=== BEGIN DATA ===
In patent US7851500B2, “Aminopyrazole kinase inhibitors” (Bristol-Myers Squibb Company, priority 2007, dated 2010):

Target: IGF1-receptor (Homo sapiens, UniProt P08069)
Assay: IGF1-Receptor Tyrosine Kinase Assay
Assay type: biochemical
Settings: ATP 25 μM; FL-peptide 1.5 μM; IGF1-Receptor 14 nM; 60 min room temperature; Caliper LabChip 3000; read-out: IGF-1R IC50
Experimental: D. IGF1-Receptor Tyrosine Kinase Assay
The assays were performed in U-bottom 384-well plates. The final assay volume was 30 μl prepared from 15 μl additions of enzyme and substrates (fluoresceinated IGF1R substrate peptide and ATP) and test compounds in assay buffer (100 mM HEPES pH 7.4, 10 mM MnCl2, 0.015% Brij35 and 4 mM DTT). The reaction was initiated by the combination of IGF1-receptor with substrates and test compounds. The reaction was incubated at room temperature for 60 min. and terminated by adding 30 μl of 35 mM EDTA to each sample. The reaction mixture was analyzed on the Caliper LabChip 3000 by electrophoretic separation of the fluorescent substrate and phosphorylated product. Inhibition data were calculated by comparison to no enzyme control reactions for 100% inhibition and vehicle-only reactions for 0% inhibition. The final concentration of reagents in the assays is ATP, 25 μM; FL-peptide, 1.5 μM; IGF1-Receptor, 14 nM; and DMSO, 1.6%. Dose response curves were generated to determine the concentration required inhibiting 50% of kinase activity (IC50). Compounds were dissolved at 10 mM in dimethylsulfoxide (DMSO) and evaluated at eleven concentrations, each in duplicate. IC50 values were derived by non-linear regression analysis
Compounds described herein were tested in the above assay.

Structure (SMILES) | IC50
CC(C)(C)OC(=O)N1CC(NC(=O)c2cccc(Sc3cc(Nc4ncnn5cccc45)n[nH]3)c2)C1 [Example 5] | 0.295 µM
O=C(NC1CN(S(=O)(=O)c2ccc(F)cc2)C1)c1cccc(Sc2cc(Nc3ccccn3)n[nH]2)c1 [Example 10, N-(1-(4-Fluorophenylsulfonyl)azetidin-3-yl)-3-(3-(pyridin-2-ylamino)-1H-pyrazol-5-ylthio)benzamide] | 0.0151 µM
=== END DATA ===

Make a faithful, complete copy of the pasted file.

In patent US7851500B2, “Aminopyrazole kinase inhibitors” (Bristol-Myers Squibb Company, priority 2007, dated 2010):

Target: IGF1-receptor (Homo sapiens, UniProt P08069)
Assay: IGF1-Receptor Tyrosine Kinase Assay
Assay type: biochemical
Settings: ATP 25 μM; FL-peptide 1.5 μM; IGF1-Receptor 14 nM; 60 min room temperature; Caliper LabChip 3000; read-out: IGF-1R IC50
Experimental: D. IGF1-Receptor Tyrosine Kinase Assay
The assays were performed in U-bottom 384-well plates. The final assay volume was 30 μl prepared from 15 μl additions of enzyme and substrates (fluoresceinated IGF1R substrate peptide and ATP) and test compounds in assay buffer (100 mM HEPES pH 7.4, 10 mM MnCl2, 0.015% Brij35 and 4 mM DTT). The reaction was initiated by the combination of IGF1-receptor with substrates and test compounds. The reaction was incubated at room temperature for 60 min. and terminated by adding 30 μl of 35 mM EDTA to each sample. The reaction mixture was analyzed on the Caliper LabChip 3000 by electrophoretic separation of the fluorescent substrate and phosphorylated product. Inhibition data were calculated by comparison to no enzyme control reactions for 100% inhibition and vehicle-only reactions for 0% inhibition. The final concentration of reagents in the assays is ATP, 25 μM; FL-peptide, 1.5 μM; IGF1-Receptor, 14 nM; and DMSO, 1.6%. Dose response curves were generated to determine the concentration required inhibiting 50% of kinase activity (IC50). Compounds were dissolved at 10 mM in dimethylsulfoxide (DMSO) and evaluated at eleven concentrations, each in duplicate. IC50 values were derived by non-linear regression analysis
Compounds described herein were tested in the above assay.

Structure (SMILES) | IC50
CC(C)(C)OC(=O)N1CC(NC(=O)c2cccc(Sc3cc(Nc4ncnn5cccc45)n[nH]3)c2)C1 [Example 5] | 0.295 µM
O=C(NC1CN(S(=O)(=O)c2ccc(F)cc2)C1)c1cccc(Sc2cc(Nc3ccccn3)n[nH]2)c1 [Example 10, N-(1-(4-Fluorophenylsulfonyl)azetidin-3-yl)-3-(3-(pyridin-2-ylamino)-1H-pyrazol-5-ylthio)benzamide] | 0.0151 µM